Are Grants Subject To Revenue Recognition?
By Lee Klumpp, CPA, CGMA
The FASB clarifies longstanding question for nonprofits.
Nonprofits received long-awaited clarification on a key accounting question from the Financial Accounting Standards Board. As discussed in the article on page 1, the FASB released a final accounting standards update (ASU), Not-for-Profit Entities (Topic 958): Clarifying the Scope and the Accounting Guidance for Contributions Received and Contributions Made. The ASU aims to standardize how grants and other contracts are classified across the sector, as either an exchange transaction or a contribution.
Classifying grants as either a contribution or exchange transaction is the first step in implementing revenue recognition. The clarified guidance in ASU 2018-08 aims to help nonprofits complete that first step in a consistent way across the sector.
This article outlines a practical example of the process to evaluate a grant under the new ASU.
Practical Example: How to evaluate a grant under the new guidance
Description of ‘Nonprofit A’: A large research association that specializes in space exploration. Its mission is advancing scientific discoveries and supporting the advancement of new technology. The organization receives funding from various individuals, corporations and governments to support its efforts.
Description of the grant: Nonprofit A received a $15 million grant from the federal government to finance the costs of a research initiative to test the effectiveness of newly developed technology.
How should Nonprofit A classify the $15 million grant? This grant could be classified as either an exchange transaction or a contribution, depending on the exact parameters of the funding. Let’s examine both scenarios:
Disclaimer: These examples are for illustrative purposes only. Changing even one fact in the example could significantly change the accounting treatment.
What types of organizations need to take action?
- Grantees: All nonprofits that receive grants from foundations, governments or other funding entities will need to assess how they are accounting for contributions. Colleges, universities, research institutions and social services organizations that rely heavily on grants and contracts could see the greatest impact.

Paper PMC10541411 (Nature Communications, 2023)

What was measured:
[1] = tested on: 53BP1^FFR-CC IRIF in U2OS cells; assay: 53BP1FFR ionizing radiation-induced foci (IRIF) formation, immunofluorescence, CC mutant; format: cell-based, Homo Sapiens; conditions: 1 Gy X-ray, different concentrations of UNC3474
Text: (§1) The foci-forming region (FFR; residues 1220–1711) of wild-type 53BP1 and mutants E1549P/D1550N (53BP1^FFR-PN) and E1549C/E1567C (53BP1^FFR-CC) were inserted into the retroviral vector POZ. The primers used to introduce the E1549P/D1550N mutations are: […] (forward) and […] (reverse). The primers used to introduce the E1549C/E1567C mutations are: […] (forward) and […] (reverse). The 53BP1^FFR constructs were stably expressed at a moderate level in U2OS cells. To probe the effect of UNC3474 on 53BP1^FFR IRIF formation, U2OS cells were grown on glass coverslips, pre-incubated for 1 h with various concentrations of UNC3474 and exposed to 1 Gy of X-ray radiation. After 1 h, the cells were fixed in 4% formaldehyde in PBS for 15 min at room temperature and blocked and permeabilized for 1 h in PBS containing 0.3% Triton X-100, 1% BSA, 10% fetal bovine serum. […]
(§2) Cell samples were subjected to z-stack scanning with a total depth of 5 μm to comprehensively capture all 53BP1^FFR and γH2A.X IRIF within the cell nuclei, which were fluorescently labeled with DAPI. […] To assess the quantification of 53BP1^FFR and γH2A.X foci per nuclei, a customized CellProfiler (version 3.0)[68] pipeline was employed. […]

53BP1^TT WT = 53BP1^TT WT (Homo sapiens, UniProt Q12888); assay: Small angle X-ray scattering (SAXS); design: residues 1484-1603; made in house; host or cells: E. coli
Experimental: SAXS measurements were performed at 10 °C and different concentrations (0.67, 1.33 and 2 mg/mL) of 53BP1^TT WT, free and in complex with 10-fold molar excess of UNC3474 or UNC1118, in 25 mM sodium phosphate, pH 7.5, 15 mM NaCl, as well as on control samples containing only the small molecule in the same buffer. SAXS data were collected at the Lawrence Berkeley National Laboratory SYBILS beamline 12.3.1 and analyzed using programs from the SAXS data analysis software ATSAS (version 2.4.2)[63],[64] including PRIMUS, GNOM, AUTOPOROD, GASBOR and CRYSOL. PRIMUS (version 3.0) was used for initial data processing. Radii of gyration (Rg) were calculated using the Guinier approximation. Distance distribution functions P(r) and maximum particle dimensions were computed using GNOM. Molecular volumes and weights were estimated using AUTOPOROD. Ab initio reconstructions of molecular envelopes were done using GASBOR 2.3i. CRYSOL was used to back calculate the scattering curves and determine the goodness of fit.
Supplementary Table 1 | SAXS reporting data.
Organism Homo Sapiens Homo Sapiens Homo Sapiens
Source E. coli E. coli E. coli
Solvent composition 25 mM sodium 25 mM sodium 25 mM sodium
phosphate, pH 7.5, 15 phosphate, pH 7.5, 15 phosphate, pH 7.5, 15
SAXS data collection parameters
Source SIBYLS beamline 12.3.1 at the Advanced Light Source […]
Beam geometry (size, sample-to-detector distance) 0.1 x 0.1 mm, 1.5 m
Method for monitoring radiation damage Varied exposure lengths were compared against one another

- Grantors: Non-governmental organizations like public and private foundations, as well as for-profit entities that issue grants to nonprofits, will need to think about how they write their grants and contracts.
What organizations will not experience a significant impact?
- Public charities: As organizations that derive the bulk of their funding from individual contributions, they will be less impacted by this guidance.
- Local, state and federal governments: Nonprofits will still need to assess how they classify federal and state funding, but governmental bodies are not within the FASB’s scope and do not need to comply with this guidance. Governments are subject to standards issued by the Governmental Accounting Standards Board.
What’s next for nonprofits?
Accounting changes are like a relay race. Today, the FASB handed off clarified guidance on accounting for contributions and answered a long-standing question for the sector. And now it’s up to nonprofits to apply it to their own books and run the rest of the race to implement revenue recognition and finish strong.